6 144 BIOGRAPHICAL MEMOIRS acquainted with many other scientists who were family friends, he had no intention, up to that time, of following a scientific career. Adoption of science as his vocation came, he said, rather suddenly, when, serving on a U.S. Navy ship that carried scientific observers to the Bikini nuclear tests and assigned the task of making maps of the radiation distribution over the atolls, he was infected with the excitement of the scientific enterprise. On completing his service in the Navy, Allen enrolled in Stanford University, where he majored in physics. Undergraduate research led to his first paper, on X-ray optics (Newell and Baez, 1949). Stanford also exposed him in the classroom to George Polya, who was not only a distinguished mathematician but also a thoughtful student of mathematical discovery. Polya s widely read book, How to Solve It, published in 1945, had introduced many people (including me) to heuristic, the art of discovery. Allen came away from that experience aware that the processes of discovery could be investigated and analyzed and that heuristic the art of guided search played a key role in creative thinking. (Our common fascination with heuristic helps account for the rapidity with which Allen and I established common ground on first meeting early in 1952.) RAND A year in mathematics ( ) as a graduate student at Princeton and exposure to game theory, invented shortly before by von Neumann and Morgenstern, convinced Allen that he preferred a combination of experimental and theoretical research to pure mathematics. Taking a leave from Princeton, he found a position at the RAND Corporation, the then-new think tank in Santa Monica, in a group that was studying logistics problems of the Air Force. Two technical reports he coauthored with Joseph B. Kruskal (A Model
7 ALLEN NEWELL 145 for Organization Theory  and Formulating Precise Concepts in Organization Theory ) demonstrate his interest at that time in applying formal methods to complex empirical phenomena. Both papers adopt a style of axiomatization that was fashionable then in game theory and economics. A six-week field visit to the Munitions Board in Washington impressed Allen with the distance that separated the formal models from reality, and his trip report, Observations on the Science of Supply (1951), exhibits his sensitivity to and sophistication about the organizational realities that he observed (probably reinforcing his brief naval experience and summer s work in the wartime shipyard). Somewhat disillusioned with axiomatization as the route to reality, Allen then turned to the design and conduct of laboratory experiments on decision making in small groups, a topic of considerable active interest in RAND at that time. Dissatisfied also with small-group experiments as a way of studying organizations, the RAND team of John Kennedy, Bob Chapman, Bill Biel, and Allen conceived of constructing and operating a full-scale simulation of an Air Force Early Warning Station in order to study the organizational processes of the station crews. This effort, funded by the Air Force in 1952, led to the creation of the Systems Research Laboratory at RAND (eventually spun off as the Systems Development Corporation) (Chapman et al., 1959). Central to the research was recording and analyzing the crew s interactions with their radar screens, with interception aircraft, and with each other. These data focused Allen s attention on the information-handling and decision-making processes of the crew members and led to a search for an appropriate technique for analyzing and modeling the process. I met Allen when I became a consultant to the laboratory, and in the first minutes of our initial meeting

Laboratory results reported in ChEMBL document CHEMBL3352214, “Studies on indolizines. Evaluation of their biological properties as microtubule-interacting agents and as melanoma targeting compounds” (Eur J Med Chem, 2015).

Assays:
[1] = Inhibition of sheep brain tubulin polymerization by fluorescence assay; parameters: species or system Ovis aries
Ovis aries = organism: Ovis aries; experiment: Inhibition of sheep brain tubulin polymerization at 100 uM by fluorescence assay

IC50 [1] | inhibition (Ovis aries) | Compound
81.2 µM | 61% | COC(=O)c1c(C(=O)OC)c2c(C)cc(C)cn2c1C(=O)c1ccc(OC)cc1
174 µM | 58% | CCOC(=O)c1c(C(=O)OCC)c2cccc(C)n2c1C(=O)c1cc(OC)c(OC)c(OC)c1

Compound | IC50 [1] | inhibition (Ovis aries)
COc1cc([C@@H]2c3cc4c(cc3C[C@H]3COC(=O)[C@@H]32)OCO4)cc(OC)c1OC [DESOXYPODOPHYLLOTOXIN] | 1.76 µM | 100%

8 146 BIOGRAPHICAL MEMOIRS he and I found common ground in the study of information processes as a route to understanding human decision making in organizations. One of Allen s special responsibilities in the project was to find a way to simulate a radar display of air traffic, for no technology was available to the lab for making appropriate simulated patterns of blips as they move over radar screens. While searching for computational alternatives, Allen met Cliff (J. C.) Shaw, a RAND systems programmer, then working with the Card-Programmed Calculator, a prehistoric device that just preceded the first stored-program computers. Allen and Cliff conceived the idea of having the CPC calculate the successive air pictures and print out simulated radar maps. This not only provided the required laboratory simulation but also demonstrated to Al and Cliff (and to me when I learned of it) that computers, even prehistoric computers, could do more than arithmetic: they could produce spatial arrangements of nonnumerical symbols representing airplanes. Now two of the preconditions were in place for Allen s move to the goal of understanding human thinking. He clearly saw information processing as a central activity in organizations, and he had had a first experience in symbolic computing. A third precondition derived from contact with the stored-program computer Johnniac that John von Neumann was building at RAND in about At this time the ideas of cybernetics and artificial life were abroad. W. Ross Ashby had published in 1952 his Design for a Brain. W. Grey Walter (1953) in England had constructed some mechanical turtles that wandered about the room searching for a wall outlet when their batteries ran low, and similar creatures were built by Merrill Flood s group at RAND. By 1950 both Turing and Shannon had described (but not actually programmed) strategies for com-